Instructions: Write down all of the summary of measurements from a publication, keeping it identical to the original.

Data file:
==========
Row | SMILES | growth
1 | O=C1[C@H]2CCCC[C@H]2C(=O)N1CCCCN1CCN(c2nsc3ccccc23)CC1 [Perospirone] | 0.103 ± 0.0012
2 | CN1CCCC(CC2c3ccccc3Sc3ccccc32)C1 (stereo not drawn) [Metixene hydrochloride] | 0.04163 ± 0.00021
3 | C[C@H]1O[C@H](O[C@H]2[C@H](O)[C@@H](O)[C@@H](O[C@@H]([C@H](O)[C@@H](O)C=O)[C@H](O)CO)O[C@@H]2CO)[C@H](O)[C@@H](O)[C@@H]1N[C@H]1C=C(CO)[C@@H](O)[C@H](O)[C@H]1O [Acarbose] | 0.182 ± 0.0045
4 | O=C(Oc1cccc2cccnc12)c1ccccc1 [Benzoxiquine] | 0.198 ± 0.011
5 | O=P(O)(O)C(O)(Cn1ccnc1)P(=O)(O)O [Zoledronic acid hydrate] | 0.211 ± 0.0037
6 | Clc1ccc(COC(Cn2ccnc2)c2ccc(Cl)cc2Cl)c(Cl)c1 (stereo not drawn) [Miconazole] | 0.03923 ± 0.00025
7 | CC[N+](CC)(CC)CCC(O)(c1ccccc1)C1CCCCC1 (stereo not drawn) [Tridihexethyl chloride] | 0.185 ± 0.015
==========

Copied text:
Row | SMILES | growth
1 | O=C1[C@H]2CCCC[C@H]2C(=O)N1CCCCN1CCN(c2nsc3ccccc23)CC1 [Perospirone] | 0.103 ± 0.0012
2 | CN1CCCC(CC2c3ccccc3Sc3ccccc32)C1 (stereo not drawn) [Metixene hydrochloride] | 0.04163 ± 0.00021
3 | C[C@H]1O[C@H](O[C@H]2[C@H](O)[C@@H](O)[C@@H](O[C@@H]([C@H](O)[C@@H](O)C=O)[C@H](O)CO)O[C@@H]2CO)[C@H](O)[C@@H](O)[C@@H]1N[C@H]1C=C(CO)[C@@H](O)[C@H](O)[C@H]1O [Acarbose] | 0.182 ± 0.0045
4 | O=C(Oc1cccc2cccnc12)c1ccccc1 [Benzoxiquine] | 0.198 ± 0.011
5 | O=P(O)(O)C(O)(Cn1ccnc1)P(=O)(O)O [Zoledronic acid hydrate] | 0.211 ± 0.0037
6 | Clc1ccc(COC(Cn2ccnc2)c2ccc(Cl)cc2Cl)c(Cl)c1 (stereo not drawn) [Miconazole] | 0.03923 ± 0.00025
7 | CC[N+](CC)(CC)CCC(O)(c1ccccc1)C1CCCCC1 (stereo not drawn) [Tridihexethyl chloride] | 0.185 ± 0.015